My Mud Eradication Project

When I originally set up my chicken coop and run, I just bungied a tarp across the flat wire roof I put on the dog kennel. This worked (kind of) until it filled with rain, causing the wire roof to sag and tear. It also never did a great job of keeping out the rain. For a few years I just didn't worry about the tarp--there is a tree over the kennel and I hoped that would be enough. But the pen has become increasingly muddy and nasty (there really is NOTHING quite as gross as the combo of mud and chicken poop, and it's almost impossible to separate one from the other!). So this year I embarked on a Mud Eradication Project, taking as my bible the great page by BYCer patandchickens, How to Fix a Muddy Run. Thanks, Pat!
Step 1 of Pat's instructions involves intercepting the water before it can enter the run. To do this, I purchased a dog kennel cover (commercially available at Tractor Supply Company ). It is basically a tarp stretched on a tubular steel pitched roof [Note: there is a wire cover under the pitched roof to keep out predators]. This is working out great: it greatly reduces the amount of rain coming into the run, giving the hens more days when they can stay outdoors and keeping the mud down a great deal. The picture below shows the run after the pen top was added but before the footing was improved.

Step 2 of Pat's instructions involves temporary first aid (in the form of adding organic material such as pine bark chips, etc. to reduce mud). I skipped this step, as I have done this in the past and found that I mostly just ended up, within a few months, with even more mud as the material broke down.
Step 3 is to add a permanant replacement for the muddy footing in the form of gravel, sand or both. I used both.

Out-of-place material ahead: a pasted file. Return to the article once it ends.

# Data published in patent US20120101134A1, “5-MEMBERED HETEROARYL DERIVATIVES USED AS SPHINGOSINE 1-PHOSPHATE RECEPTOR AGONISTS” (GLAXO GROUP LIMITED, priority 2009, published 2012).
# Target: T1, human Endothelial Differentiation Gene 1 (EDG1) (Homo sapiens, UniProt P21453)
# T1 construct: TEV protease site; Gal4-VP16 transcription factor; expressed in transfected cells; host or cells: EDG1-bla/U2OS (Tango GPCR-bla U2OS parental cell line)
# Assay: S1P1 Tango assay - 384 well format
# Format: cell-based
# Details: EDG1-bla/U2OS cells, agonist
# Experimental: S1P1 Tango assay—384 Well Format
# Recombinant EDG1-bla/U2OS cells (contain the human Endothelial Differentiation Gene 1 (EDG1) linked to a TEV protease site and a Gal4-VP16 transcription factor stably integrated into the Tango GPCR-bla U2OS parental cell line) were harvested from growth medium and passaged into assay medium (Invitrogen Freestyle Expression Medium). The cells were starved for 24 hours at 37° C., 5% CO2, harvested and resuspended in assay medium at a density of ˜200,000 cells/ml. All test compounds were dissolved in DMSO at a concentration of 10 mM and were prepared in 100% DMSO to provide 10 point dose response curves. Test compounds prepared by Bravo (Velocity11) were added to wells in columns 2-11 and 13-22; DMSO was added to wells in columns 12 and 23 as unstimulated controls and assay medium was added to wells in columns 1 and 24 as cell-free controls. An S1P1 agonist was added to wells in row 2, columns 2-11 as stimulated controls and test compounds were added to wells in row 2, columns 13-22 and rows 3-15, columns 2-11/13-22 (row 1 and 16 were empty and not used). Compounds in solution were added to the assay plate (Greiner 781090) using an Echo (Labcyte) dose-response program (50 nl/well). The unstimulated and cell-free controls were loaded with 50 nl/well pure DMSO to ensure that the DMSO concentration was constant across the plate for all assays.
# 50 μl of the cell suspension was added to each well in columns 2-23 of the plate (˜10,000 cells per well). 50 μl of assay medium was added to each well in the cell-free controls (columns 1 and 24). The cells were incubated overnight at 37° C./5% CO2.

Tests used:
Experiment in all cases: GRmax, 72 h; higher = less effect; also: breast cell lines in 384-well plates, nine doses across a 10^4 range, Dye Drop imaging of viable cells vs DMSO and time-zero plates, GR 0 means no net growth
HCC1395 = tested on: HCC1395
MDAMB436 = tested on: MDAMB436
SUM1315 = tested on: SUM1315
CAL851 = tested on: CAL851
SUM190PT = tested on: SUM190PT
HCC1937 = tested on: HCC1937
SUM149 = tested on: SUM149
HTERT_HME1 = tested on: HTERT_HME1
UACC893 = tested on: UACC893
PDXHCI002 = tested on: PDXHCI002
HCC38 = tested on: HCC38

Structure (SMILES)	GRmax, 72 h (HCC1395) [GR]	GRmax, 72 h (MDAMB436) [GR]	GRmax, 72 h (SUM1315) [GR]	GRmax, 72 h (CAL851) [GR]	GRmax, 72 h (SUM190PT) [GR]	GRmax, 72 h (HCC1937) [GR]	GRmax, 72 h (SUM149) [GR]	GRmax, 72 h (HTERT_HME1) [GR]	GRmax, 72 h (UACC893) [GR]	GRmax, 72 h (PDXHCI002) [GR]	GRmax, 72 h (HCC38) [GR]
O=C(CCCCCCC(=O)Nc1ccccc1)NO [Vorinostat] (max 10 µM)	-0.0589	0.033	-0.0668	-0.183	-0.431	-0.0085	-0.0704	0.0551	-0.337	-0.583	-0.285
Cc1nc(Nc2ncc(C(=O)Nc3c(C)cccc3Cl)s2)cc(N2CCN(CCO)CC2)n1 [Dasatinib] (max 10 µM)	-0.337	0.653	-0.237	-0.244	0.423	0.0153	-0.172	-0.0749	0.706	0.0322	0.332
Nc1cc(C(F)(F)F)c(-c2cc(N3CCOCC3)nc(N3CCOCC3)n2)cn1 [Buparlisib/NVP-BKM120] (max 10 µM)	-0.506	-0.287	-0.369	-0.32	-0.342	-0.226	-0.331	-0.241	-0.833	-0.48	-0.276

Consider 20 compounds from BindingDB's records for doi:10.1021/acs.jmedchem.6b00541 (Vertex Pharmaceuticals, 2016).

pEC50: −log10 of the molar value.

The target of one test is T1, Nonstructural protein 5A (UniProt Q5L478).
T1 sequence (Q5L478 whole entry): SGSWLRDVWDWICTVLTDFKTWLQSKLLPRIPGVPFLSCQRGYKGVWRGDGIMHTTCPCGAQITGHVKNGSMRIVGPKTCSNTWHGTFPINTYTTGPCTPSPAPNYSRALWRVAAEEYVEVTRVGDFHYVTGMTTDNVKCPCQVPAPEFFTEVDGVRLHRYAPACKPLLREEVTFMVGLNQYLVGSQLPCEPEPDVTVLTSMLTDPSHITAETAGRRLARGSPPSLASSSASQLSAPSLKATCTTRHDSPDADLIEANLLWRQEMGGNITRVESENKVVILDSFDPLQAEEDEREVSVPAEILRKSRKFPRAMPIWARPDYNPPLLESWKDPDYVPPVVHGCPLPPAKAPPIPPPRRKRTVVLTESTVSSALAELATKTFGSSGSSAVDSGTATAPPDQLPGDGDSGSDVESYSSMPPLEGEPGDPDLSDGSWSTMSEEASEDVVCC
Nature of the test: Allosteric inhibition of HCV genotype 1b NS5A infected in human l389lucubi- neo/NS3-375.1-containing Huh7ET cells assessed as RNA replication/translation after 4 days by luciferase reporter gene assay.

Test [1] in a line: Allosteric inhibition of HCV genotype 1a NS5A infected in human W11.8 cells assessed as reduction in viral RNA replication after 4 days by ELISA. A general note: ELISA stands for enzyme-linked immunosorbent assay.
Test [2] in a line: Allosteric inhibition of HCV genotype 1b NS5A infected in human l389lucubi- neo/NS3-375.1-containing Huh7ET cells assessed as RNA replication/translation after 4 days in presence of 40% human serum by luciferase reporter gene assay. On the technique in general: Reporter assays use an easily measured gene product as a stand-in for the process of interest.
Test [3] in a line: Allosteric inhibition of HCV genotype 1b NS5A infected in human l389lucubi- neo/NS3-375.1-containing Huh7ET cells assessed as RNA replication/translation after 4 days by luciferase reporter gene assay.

Here is the run footing before I started. This is in June--wish I had a photo of it during March or April, but you'll just have to imagine how UTTERLY disgusting it was!
To make ABSOLUTELY sure I would really be eradicating mud, I first laid in some heavy duty landscaping fabric. It extends 4" up all the way around the sides. I then put in pressure-treated 1x6s to hold the fabric in place and to keep my new footing from leaving the run.
Below on the right is the fabric before the boards went in. The photo on the left shows the stainless steel cable ties I used to secure the retaining boards to the corners of the pen.

Once the landscaping fabric and retaining boards were in, I added gravel. This is crusher run (or crush and run), which is partly gravel and partly crushed stone. I have a big pile on my farm, so I just used what I already had. Because of the landscaping fabric, I only put in about 2" of gravel (that was hard enough work!).
Next I added sand. It's more expensive to use bagged sand, but since I was working alone I decided it would be easier on me to use bags. This is leveling sand, which is a little cheaper than play sand. I got it for $3.16 a bag at Lowe's. This shows 20 bags of sand, which is what I used.
Here is the sand added and raked, and the chickens' accoutrements added back in. The white stuff is Sweet PDZ, which I will add periodically to keep the run smelling fresh. I have a small stall cleaning fork, like this, which I covered with hardware cloth. It enables me to sift through the sand and remove chicken poops before they can smell up the run.

Here is the final product--a nice, dry run that will be a joy come the rainy season!
In the pic above you can see that the area outside the coop's main door was still a mess. I have now mud-proofed it as well. I spread sand and then put in pavers. The chainlink gate has to open into that area and cannot be raised to clear the pavers (doing so would create a gap potentially large enough for predators), but it opens wide enough for me and my supplies to fit in.

And here are my girls enjoying their new run! The Barred Rock is Clarice, my dominant hen. Svetlana is the red sex-link. Olivia, the pretty Buff Orp X, recently left us. :-( More on all the girls here.